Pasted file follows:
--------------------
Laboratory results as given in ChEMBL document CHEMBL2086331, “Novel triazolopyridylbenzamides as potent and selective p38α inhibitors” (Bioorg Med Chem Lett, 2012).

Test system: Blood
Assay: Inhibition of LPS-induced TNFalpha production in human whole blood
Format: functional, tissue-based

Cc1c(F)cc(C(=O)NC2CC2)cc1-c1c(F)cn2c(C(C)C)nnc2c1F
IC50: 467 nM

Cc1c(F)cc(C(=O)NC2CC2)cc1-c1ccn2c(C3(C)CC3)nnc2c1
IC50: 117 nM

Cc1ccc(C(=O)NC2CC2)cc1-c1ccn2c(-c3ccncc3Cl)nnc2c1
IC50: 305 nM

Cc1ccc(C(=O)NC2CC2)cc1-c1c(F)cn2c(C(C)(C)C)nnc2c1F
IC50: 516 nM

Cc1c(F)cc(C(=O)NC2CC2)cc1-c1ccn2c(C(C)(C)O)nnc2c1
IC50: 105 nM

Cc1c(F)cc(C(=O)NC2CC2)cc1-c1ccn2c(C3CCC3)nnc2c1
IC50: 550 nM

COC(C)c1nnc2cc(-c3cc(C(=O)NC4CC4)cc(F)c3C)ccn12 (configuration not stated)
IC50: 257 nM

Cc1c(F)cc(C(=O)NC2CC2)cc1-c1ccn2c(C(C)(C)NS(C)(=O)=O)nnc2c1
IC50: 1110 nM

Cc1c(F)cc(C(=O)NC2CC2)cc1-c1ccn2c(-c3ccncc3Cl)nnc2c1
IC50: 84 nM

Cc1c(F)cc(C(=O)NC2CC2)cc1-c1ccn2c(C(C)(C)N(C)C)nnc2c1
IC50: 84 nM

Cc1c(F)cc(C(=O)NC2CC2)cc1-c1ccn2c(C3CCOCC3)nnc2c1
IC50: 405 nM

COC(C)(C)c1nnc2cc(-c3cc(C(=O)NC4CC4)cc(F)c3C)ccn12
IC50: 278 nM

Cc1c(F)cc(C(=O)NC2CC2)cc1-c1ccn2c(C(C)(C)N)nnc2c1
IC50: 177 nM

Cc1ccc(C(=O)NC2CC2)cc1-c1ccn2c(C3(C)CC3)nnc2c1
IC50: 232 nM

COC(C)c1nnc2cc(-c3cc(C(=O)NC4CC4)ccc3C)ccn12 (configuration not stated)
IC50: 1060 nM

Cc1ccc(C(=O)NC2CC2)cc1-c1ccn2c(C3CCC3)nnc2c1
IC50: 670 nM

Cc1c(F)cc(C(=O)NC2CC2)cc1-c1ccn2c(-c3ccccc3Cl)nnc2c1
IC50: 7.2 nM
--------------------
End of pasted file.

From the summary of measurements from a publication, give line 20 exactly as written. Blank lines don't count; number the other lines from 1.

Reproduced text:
IC50: 1110 nM